Culinary Reconciliation- our need to connect
Our Australian agricultural story begins more than 40,000 years ago, with our Indigenous Brothers and Sisters sustainably farming the earth we walk on and the water that flows around us. They used sophisticated farming practices to sustain the environment in order to feed our families, our communities and our culture. They did this successfully across dramatic climate change events, including ice ages. As we approach our anthropogenic climate change challenges, we have much to learn from the ancestors of this place.
Even with the extreme disruption of colonisation, cultural ways of caring for and making productive use of the land remain. New innovations are being incorporated, as we see with the emergence of native foods such as kangaroo and Kakadu Plum into our modern Australian diet.
But our story is also depicted in recent history. Food and agriculture contribute immensely to the shaping of the modern Australian identity and landscape. From ‘riding on the sheep’s back’ to immigration from Europe in the 50s and Asia in the 70s, the modern Australian diet has a smorgasbord of flavours, textures and colours to choose from. This is a description of who we are. Food and agriculture can, therefore, inform who we want to be.
We commonly seek to draw upon the learnings of our past, recognising the culinary reconciliation that all food can provide across the world. We need to understand the role of food and agriculture plays in modern society, including the shaping of our ethics and identity.
In the next 34 years, an additional 2.3 billion mouths will look for a meal 3 times a day, including another 18 million here in Australia. Already, 2 million people in Australia rely on food relief every year. That is, almost 1 in 10 Australians that need help to put food on the table.
While it is pivotal that agriculture plays their part in lowering their emissions and farmers continue to explore sustainable farming practices, it is essential that every person has access to safe, affordable and nutritious food, especially with a growing population. I recognise that agricultural production will become half of the Earth’s emissions for us to reach 2 degrees of warming and therefore the question we should be asking is how are we going to continue feeding a growing population sustainably? Rather than punishing farmers for what type of food they produce, we need to encourage them to do things better- we need farmers empowered to power their community with renewables, we need them to want to farm sustainably and want to strive to lower their emissions.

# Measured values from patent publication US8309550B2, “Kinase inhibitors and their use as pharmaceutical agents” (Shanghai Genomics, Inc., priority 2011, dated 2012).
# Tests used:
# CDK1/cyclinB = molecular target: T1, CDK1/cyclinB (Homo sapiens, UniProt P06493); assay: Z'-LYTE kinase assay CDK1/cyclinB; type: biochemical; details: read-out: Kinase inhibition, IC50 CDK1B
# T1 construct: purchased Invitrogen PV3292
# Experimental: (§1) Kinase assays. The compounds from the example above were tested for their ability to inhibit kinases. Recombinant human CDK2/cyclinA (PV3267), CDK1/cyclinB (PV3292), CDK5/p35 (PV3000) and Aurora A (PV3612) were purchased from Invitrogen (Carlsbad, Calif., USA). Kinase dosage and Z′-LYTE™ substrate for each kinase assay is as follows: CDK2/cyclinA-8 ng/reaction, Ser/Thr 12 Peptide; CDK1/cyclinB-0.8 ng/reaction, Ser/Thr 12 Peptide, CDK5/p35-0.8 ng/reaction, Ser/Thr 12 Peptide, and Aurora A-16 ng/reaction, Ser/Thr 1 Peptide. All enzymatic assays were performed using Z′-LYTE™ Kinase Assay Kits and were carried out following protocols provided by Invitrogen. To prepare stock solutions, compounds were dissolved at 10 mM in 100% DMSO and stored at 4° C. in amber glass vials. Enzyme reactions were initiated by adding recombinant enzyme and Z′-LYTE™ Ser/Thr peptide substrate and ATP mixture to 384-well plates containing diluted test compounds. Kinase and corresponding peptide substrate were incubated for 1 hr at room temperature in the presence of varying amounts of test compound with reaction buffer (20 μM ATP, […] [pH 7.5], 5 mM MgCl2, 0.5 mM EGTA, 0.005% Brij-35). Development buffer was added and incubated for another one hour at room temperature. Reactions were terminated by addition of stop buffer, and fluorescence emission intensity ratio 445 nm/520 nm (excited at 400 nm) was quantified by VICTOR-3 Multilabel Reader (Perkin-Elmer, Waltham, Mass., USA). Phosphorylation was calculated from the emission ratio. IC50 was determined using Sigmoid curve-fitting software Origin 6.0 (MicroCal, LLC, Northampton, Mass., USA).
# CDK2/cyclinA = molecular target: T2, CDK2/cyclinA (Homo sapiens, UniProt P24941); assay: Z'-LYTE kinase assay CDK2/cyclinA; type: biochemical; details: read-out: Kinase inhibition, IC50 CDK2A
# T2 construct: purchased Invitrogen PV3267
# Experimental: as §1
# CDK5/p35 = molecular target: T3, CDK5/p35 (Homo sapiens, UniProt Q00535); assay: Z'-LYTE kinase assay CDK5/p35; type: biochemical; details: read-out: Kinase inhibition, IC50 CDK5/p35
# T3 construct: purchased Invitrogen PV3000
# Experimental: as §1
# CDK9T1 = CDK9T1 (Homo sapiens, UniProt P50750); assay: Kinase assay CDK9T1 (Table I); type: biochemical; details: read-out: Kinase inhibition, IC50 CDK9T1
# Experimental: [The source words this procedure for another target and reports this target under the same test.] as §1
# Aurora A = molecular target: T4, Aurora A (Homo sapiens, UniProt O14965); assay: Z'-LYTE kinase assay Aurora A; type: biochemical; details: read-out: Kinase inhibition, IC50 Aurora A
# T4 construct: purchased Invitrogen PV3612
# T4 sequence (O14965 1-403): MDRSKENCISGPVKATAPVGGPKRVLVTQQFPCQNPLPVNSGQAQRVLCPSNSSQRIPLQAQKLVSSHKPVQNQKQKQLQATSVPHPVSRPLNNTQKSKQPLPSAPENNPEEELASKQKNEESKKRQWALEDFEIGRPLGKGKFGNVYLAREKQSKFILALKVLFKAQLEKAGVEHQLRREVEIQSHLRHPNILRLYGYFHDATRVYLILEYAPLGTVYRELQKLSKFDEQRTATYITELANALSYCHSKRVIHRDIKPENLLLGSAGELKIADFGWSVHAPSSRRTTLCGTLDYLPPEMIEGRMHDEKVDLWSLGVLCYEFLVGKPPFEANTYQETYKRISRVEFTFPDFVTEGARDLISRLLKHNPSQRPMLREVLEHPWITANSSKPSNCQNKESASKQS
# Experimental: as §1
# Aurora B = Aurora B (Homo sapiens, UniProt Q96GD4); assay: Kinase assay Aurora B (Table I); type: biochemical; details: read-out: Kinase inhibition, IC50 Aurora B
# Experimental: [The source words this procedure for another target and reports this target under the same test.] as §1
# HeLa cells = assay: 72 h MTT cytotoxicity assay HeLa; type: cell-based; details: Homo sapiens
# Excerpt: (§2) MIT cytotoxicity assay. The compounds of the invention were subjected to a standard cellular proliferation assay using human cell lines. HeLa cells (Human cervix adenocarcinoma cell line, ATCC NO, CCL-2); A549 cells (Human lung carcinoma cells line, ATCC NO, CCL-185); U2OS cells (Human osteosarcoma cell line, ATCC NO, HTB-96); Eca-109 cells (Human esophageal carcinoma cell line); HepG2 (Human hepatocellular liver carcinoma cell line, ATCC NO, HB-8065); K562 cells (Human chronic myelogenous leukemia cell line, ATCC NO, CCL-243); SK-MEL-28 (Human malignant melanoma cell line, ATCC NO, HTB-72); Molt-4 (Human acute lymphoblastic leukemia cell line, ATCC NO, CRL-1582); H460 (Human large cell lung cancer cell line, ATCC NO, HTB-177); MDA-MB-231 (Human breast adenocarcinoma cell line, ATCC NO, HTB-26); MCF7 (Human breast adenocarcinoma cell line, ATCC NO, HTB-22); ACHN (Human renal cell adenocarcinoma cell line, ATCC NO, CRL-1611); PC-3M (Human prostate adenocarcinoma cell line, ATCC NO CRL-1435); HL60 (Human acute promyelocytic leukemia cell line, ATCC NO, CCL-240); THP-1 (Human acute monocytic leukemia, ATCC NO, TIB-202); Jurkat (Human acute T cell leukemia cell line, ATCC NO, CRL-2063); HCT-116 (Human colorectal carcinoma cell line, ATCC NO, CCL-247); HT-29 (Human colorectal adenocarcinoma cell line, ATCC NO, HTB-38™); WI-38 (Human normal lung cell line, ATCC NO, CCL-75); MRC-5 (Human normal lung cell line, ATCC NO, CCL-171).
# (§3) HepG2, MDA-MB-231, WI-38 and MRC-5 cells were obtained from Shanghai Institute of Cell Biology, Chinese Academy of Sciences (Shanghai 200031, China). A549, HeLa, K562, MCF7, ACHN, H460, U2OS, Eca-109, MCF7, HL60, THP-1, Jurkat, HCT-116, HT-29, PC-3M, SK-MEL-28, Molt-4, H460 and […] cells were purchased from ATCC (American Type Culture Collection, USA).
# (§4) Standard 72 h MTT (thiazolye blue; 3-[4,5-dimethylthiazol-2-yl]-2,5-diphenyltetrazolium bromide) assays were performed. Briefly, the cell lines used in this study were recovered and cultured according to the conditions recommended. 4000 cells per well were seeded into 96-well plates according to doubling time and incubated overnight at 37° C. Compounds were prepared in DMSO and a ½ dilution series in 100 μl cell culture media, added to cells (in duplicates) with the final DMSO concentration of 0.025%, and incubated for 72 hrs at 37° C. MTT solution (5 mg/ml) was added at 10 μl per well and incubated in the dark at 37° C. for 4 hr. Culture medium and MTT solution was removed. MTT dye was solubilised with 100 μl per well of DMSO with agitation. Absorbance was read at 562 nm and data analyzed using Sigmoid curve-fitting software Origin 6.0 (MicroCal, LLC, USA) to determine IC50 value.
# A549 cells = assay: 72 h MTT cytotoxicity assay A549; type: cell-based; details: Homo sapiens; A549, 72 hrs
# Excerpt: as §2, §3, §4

We need our agricultural systems to be made up of sustainable businesses, with strong livelihoods for the caretakers of the land. I believe there are 4 building blocks to establish this:
- Better relationships between farmers and the public, including full transparency of farming practices and mutual appreciation of the long term goals for agricultural and food systems.
- Good biodiversity and environmental policy, whereby farmland and the environment sustainably work together to ensure the longevity of farm businesses and food.
- Continued research and development of low methane animals and livestock systems.
- Greater integrated farming systems and renewable energy systems to provide a passive income for farmers and provide the opportunity for farmers to power the world.
Farmers have great amounts of ground to make up for with their farming practices, however we shouldn’t starve people to make this happen. By living in a world where we honour and integrate the clear values of agriculture with the broader public, we have the ability to become more sustainable and lower our emissions. This approach starts with mutual respect- respect of the sustainable farming practices in Australia by our Indigenous Brothers and Sisters, the respect for farming practices and equally consumer wants and needs, and the absolute respect of working together, farmers and consumers, to ensure a food system which provides enough food to feed the world.